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"She paid less than $10. But, believes it might be worth more.."

 

I beleive so, too.

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4 hours ago, Brass is Best said:

 

Another story about Picasso. He was eating dinner at a restaurant and the waitress asked if he would do a sketch for her on the napkin during dinner. Picasso agreed and at the end of the meal he presented the sketch to the waitress. She was of course thrilled. Picasso told her the cost would be $35,000 for the sketch. The waitress exclaimed but you only took 20 minutes to do that. Picasso replied but it took me a lifetime to learn how. He then gave the napkin to the waitress as a gift.

A high school teacher told my class in the early 1970's that Picasso made a habit out of paying for virtually everything by check, no matter how small the amount. The story was that Picasso learned that no one wanted to give up an autograph from him, so no one ever cashed the checks...effectively allowing him to live for free.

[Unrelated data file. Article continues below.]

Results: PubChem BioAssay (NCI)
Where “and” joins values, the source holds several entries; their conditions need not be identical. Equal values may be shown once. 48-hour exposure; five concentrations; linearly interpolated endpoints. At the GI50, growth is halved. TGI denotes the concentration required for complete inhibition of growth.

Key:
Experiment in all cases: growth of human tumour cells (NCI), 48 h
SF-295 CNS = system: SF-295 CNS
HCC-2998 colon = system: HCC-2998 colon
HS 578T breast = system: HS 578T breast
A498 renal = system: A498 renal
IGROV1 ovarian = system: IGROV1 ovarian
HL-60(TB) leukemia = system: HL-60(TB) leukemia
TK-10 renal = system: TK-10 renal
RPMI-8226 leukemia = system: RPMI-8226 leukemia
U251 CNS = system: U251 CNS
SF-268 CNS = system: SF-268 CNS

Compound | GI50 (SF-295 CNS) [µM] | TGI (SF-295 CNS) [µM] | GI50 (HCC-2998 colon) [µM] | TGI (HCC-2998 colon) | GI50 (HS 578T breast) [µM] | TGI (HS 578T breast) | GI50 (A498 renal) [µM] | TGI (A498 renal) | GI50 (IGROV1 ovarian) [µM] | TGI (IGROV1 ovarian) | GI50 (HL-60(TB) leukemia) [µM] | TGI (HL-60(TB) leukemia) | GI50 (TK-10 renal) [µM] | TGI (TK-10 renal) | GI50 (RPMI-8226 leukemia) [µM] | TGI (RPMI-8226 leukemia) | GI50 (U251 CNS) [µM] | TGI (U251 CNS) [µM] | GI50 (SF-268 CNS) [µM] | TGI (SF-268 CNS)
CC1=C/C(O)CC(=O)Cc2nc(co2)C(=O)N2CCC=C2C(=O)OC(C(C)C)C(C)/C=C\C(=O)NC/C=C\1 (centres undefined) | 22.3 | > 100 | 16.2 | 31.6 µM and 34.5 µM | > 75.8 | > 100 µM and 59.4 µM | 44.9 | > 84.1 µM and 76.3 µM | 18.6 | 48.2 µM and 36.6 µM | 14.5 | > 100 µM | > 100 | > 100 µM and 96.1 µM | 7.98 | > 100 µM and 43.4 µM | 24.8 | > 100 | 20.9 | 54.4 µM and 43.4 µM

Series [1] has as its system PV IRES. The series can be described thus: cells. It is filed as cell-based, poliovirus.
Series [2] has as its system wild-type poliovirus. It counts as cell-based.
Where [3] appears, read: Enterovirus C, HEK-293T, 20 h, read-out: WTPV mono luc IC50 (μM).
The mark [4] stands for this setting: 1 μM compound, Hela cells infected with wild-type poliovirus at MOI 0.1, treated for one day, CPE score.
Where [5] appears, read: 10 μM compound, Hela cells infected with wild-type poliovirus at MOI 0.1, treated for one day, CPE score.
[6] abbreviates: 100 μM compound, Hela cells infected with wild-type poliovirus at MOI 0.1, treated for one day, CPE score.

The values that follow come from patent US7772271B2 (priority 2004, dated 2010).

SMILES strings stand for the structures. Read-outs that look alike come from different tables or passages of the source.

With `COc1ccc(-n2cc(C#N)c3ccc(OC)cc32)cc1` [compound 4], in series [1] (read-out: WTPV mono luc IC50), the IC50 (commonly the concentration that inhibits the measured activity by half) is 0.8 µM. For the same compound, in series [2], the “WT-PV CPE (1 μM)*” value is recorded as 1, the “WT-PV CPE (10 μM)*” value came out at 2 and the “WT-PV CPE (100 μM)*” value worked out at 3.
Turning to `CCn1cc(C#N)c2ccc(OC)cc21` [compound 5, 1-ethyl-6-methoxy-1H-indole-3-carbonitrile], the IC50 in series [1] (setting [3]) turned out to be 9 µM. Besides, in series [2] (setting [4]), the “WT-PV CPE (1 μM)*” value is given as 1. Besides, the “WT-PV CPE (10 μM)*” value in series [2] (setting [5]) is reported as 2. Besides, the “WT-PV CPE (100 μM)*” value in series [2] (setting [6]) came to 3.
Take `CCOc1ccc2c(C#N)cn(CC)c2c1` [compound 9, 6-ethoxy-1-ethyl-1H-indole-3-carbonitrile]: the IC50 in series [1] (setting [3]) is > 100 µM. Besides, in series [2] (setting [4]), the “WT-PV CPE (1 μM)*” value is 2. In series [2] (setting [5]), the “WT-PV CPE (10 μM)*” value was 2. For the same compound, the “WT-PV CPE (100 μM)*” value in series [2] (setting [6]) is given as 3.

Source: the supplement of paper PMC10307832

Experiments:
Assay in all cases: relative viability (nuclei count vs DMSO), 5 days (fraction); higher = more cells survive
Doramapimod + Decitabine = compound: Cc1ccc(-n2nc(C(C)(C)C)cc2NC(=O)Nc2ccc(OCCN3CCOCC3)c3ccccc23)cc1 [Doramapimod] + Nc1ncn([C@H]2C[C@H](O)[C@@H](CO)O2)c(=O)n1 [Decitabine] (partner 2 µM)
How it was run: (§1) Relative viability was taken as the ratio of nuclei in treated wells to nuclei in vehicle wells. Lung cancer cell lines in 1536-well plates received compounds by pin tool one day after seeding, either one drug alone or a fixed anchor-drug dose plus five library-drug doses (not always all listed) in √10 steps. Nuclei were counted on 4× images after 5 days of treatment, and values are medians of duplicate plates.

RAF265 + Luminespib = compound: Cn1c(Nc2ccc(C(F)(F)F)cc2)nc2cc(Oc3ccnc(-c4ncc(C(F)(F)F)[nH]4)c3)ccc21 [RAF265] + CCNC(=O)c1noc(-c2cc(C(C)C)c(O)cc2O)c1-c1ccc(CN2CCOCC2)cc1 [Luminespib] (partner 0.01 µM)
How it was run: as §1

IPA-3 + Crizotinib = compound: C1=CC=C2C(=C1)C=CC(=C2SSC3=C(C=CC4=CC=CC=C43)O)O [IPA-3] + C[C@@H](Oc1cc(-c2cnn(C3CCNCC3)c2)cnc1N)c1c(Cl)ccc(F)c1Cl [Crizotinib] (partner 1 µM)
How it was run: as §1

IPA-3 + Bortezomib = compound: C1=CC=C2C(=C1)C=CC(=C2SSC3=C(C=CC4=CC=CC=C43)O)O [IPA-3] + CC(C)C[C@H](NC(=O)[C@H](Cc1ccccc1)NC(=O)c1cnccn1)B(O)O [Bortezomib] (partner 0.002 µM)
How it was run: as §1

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1 hour ago, JamesBulldogMiller55Buick said:

"She paid less than $10. But, believes it might be worth more.."

 

I beleive so, too.

If my wife brought one like that home for me I would take her out to a little restaurant by the Lake where dinner would be about $60. Her cut would be 30 bucks. If I bought her two glasses of wine she'd believe anything. Surely a winner.

Bernie

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Terry B

i think your wife is a very thoughtful person. To purchase the painting for u says it all.Cherish it and do hang it on a wall. I lost my husband 2 years ago to cancer. I would give anything for him to walk in and give me such a wonderful gift.